Penal System

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  1. General principles of sentencing
    • The main aims of sentencing are set out in the Criminal Justice Act 2003 which are:
    • Punishment
    • to reduce crime
    • for public protection
    • for reparation
  2. Punishment
    • Retribution for wrong-doin, society's revenge for the offence 'Let the punishment fit the crime'. It is based on proportionality or 'just desserts'. The Sentencing Council produces guidelines on tariff sentences to reflect this aim
    • It also contains an element of denunciation - society's outrage at the offence committed
  3. Reduction of crime
    This includes both deterrence and rehabilitation
  4. Deterence
    • Deterrence has two types - individual and general
    • Individual - this is aimed at a particular offender to put him/her off re-offending by either a very severe sentence, e.g. custodial sentence or a fine,
    • By the threat of imprisionment, e.g. a suspended sentence or conditional discharge
    • General - this is aimed at putting society off committing crimes by exemplary sentences or minimum sentences.
    • These are not concerned with fairness and may be harsher than the usual tariff for the offence so they can lead to injustice in particular cases, e.g. very severe sentences for the theft of mobiles on the street
  5. Rehabilitation
    • This aims to reform the offender to stop them re-offending. It is focused on the longer term, looking at the potential of the offender to reform.
    • It is now accepted that custodial sentences only have very limited rehabilitative effect and community orders are more likely to be used to achieve this aim.
  6. Protection of the public
    Preventing the offender from re-offending. Curfews and custodial sentences may be used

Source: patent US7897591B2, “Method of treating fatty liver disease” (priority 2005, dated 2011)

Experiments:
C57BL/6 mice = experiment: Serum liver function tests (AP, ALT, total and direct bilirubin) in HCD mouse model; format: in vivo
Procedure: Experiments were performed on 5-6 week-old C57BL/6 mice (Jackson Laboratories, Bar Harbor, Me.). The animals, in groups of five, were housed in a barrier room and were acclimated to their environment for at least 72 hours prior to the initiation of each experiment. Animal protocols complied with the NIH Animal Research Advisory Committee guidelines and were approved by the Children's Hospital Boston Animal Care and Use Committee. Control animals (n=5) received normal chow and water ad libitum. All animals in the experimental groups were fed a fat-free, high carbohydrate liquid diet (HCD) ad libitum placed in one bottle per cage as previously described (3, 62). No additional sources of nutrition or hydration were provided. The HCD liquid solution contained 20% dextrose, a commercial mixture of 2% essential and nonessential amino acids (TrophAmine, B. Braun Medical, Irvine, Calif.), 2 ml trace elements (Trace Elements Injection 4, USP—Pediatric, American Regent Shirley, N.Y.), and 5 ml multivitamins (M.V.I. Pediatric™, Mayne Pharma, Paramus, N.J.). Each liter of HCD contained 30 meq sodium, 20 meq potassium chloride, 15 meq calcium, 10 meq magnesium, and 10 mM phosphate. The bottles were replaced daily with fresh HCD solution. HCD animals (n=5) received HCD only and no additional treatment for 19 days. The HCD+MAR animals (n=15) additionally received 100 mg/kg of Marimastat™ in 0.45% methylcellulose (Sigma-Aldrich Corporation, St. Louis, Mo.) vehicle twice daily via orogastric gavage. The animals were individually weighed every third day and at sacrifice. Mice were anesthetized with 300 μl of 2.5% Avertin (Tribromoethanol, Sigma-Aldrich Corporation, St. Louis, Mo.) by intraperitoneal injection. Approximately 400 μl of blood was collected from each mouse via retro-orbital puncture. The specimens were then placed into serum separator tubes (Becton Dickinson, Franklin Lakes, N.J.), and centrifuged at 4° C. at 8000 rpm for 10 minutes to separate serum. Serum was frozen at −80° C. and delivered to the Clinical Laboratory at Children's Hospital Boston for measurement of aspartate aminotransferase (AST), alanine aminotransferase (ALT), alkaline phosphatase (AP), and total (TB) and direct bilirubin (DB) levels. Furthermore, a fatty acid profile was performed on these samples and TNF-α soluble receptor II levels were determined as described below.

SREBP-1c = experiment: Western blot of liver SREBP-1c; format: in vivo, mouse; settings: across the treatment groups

7. Reparation
    considers the victim when sentencing the offender. Compensation orders are used to make the offender make amends to the victim
  8. Other factors that would need to be taken into account when looking at sentencing.
    • aggravating factors make the sentence more severe
    • mitgating factors make the sentence more lenient
    • the seriousness of the crime
    • antecedents (previous records) of the offender, including any reports
    • motive
    • early guilty plea (this reduces the sentence by up to a third)
    • sentencing guidelines/tariff
  9. Powers of the courts
    • Sentences available for adults
    • Community sentences for adults
    • fines and other sentences for adults
    • custodial sentences available for young offenders
    • community sentences available for young offenders
    • fines and other sentences
  10. Sentences available for adults
    • Under the Criminal Justice Act (CJA) 2003 and the Crime and Disorder Act 1998, custodial available for adults include:
    • mandatory life sentences, which is the only sentence available for murder if over 18 years old. Minimum term to be served before release on licence range from whole life to 15 years. Tariff set out in CJA 2003
    • Discretionary life sentences are available for other serious offences but the judge has discretion in imposing a lesser sentence if it is more appropriate
    • Fixed term sentences where there is automatic release after half sentence is served. Only available if over 21 years old
    • Home dentenion curfew - early release from prision on a curfew
    • Indeterminate sentence for dangerous offenders for public protection
    • Extended sentences - custodial sentences up to the maximum for the crime followed by an extension period on licence
    • Minimum sentences for dealing in Class A drugs or a third burglary of a residential building
    • Suspended sentence of 28-51 weeks suspended for up to two years - sentence only has to be served if the offender commits further offences.
  11. Community sentences for adults
    • Generic 'Community Order' Under the CJA 2003 which can include a range of 12 requirements for offenders over the age of 18. These can be mixed and matched
    • Unpaid work Requirement - unpaid work in the community (40-300 hours)
    • Supervision Requirement - the offender is put under the supervision of a probation officer
    • Drug treatment and testing requirement
    • Curfew Requirement - for a certain number of hours a day the offender has to be in a specific place (may include electronic tagging)
  12. Fines and other sentences for adults
    • Fines unlimited in the Crown Court; £5,000 in the Magistrates' Court
    • Absolute and Conditional Dischargers
    • Disqualification from driving